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PROCEEDINGS AGAINST THE Magis- those possessing them, could not be

TRATES OF EDINBURGH, RELATIVE held by implication as taking them
To the ERECTION OF BUILDINGS away.
ON THE NORTH Bridge.*

The answers of the Magistrates and

the other persons concerned briefly Court of Session-Second Division. were

Ist, That the town had never given This case, which has occupied so up their right to build on the south much of the time of the Court, and side of Prince's Street, as appeared which has excited so much interest in from a reference on the original plan the public, was advised by the Second to an Act of Council, containing a deDivision of the Court, on Tuesday claration to that effect, and from other the 3d of February, after long written documents. pleadings, for the complainers, and 2d, That the servitudes founded on for the Magistrates of Edinburgh and were of the most trifling kind; and, their feuars and sub-feuars, and after 3d, That the Act of Parliament in hearing counsel on four several days. question must be judged of according to

The pleas on which the complainers its intent, which was obvious, and that seemed mainly to rely are

the only remedy was by applying for 1st, That, according to the original an act to repeal it. plan of the New Town, no buildings In the course of the pleadings, the should be erected on the south side of counsel for the complainers stated, Prince's Street, which is delineated on that it was a matter of indifference, that plan as pleasure ground.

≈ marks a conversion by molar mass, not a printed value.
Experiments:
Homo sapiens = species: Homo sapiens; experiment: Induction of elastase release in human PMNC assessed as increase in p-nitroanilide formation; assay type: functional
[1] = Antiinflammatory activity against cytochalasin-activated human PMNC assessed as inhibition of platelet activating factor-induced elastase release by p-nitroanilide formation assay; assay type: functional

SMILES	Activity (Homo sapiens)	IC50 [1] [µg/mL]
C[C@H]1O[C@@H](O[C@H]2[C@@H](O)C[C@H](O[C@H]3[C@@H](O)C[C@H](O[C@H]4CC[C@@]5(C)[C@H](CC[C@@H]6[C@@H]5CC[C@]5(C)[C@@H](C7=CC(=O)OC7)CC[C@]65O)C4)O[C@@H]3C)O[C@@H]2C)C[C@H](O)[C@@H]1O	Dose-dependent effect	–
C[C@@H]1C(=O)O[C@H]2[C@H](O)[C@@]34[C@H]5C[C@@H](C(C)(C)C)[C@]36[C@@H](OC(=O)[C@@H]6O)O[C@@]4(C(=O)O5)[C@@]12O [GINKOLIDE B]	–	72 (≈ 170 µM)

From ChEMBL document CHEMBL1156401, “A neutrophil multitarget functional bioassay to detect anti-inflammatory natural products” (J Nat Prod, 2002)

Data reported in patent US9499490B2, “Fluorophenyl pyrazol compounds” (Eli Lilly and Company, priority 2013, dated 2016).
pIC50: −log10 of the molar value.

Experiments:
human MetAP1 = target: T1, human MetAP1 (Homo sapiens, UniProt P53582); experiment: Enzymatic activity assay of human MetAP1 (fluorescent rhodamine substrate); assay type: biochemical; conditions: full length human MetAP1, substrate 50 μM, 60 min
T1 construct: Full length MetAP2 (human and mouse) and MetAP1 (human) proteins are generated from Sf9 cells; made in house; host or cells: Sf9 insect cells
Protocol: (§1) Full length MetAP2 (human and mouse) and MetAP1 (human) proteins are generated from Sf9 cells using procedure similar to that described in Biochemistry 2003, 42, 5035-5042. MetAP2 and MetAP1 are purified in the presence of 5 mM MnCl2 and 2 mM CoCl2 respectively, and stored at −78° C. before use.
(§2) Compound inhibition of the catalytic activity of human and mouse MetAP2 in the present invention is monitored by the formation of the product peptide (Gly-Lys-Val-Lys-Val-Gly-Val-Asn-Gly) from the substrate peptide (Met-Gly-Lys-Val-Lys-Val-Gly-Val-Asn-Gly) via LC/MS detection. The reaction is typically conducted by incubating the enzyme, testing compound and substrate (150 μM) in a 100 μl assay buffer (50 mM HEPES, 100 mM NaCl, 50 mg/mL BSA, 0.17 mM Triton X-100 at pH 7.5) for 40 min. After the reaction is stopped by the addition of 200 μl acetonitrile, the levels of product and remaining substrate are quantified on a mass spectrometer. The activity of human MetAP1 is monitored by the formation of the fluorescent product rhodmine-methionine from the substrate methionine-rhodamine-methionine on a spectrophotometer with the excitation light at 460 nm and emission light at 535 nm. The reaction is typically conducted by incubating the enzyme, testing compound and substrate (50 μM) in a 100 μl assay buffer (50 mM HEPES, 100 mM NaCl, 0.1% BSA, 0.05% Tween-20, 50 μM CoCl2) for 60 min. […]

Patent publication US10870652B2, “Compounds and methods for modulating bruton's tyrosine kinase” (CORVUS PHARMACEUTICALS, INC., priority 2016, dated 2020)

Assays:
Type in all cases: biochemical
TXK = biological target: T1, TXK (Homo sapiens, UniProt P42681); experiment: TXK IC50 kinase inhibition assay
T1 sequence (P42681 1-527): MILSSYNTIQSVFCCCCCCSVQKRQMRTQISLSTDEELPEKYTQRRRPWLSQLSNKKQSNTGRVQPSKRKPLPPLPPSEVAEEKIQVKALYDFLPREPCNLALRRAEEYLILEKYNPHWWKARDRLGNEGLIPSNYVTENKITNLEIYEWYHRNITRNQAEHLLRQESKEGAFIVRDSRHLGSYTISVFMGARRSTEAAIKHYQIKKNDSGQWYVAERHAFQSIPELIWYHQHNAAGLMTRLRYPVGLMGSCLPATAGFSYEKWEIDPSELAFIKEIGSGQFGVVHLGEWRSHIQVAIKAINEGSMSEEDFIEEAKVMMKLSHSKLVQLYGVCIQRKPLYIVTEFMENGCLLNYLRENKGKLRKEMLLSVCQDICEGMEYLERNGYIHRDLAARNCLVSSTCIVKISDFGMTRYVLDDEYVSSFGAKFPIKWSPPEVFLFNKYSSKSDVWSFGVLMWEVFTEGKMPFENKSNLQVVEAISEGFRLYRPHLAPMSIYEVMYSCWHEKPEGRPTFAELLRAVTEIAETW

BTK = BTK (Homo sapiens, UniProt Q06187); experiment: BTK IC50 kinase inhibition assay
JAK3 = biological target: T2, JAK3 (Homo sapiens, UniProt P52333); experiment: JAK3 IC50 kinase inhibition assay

whether an interdict was or was not 2d, That, after the right of the granted, and he produced printed coTown to build on the south side of pies of summonses for having the rights Prince's Street had been challenged, of the complainers declared in due in 1772, the town and the feuars had form, and concluding for demolition of submitted the question to the late Sir the buildings. David Rae, Bart. (Lord Eskgrove,) Various subordinate pleas, respectwhose decreet arbitral ascertained how ing the want of regular notices of the the ground to the south of Prince's intention to apply for the act, the hoStreet, and between the Bridge and mologation or acquiescence of the the Mound, was in future to be kept ; complainers till the buildings were far and that by virtue of this decreet, and advanced, &c. were also brought forof declarations in the charters of the ward. feuars, that this ground should remain The Court seemed generally of opi. as described in the decreet, the com- nion, that the answer of the Magis. plainers had acquired servitudes, which trates to the first plea was well foundwere invaded by the operations com. ed, but all the Judges seemed clear, plained of. And,

that the servitudes acquired by the 3d, That the Act of Parliament re- decreet arbitral and charters following cently obtained, authorising the erec. its date, and containing reference to it, tion of the buildings in question, as it were not taken away by the Act of neither recognised those servitudes, nor Parliament authorising the buildings. provided for the indemnification of The Court accordingly passed the bills

* See the origin of this case in the volume for 1817.-App. p. 180-7.

of suspension-Lords Glenlee, Banna. he would say, they most undoubtedly tyne, and Robertson voting for the were not. But an act of Parliament judgment, and Lords Justice Clerk had been obtained, and the question and Craigie voting for refusing the occurs, what is to be the effect of this bills, on account of the acquiescence act of Parliament ? Now, upon this of the complainers for so long a pe- question, though he could not entireriod.